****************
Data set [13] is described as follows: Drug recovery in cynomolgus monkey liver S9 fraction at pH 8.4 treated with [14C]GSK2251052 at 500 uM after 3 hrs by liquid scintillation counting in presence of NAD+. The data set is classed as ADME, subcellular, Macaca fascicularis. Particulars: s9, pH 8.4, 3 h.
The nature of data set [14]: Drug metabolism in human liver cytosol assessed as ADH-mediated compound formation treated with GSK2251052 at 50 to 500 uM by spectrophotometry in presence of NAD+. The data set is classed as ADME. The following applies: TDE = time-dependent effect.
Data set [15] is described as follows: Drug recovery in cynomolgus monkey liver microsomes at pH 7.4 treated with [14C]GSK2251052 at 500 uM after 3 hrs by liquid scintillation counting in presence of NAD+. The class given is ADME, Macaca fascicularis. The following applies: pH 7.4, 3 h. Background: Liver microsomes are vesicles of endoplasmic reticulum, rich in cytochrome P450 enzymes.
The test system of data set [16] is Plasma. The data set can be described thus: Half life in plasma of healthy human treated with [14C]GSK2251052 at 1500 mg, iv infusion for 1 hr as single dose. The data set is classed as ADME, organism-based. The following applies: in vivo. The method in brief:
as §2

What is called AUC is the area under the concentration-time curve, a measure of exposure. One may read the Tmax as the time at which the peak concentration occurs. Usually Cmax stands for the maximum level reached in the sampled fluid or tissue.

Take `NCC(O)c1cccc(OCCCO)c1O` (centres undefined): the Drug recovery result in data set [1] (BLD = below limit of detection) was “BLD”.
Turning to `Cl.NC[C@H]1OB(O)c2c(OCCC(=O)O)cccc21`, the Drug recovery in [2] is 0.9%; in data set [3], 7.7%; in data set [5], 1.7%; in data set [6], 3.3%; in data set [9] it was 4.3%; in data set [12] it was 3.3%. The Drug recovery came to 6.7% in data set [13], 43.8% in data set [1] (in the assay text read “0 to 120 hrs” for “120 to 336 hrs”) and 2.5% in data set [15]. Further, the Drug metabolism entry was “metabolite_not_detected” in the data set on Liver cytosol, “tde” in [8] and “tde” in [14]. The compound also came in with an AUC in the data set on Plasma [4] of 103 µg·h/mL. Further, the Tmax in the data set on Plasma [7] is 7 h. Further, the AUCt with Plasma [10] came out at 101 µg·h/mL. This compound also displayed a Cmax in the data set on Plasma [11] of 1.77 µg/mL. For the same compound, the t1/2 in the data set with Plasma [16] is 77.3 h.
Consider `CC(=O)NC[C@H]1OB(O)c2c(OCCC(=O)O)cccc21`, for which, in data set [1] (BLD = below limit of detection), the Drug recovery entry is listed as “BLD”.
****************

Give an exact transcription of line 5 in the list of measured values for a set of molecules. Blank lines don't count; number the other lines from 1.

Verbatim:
as §2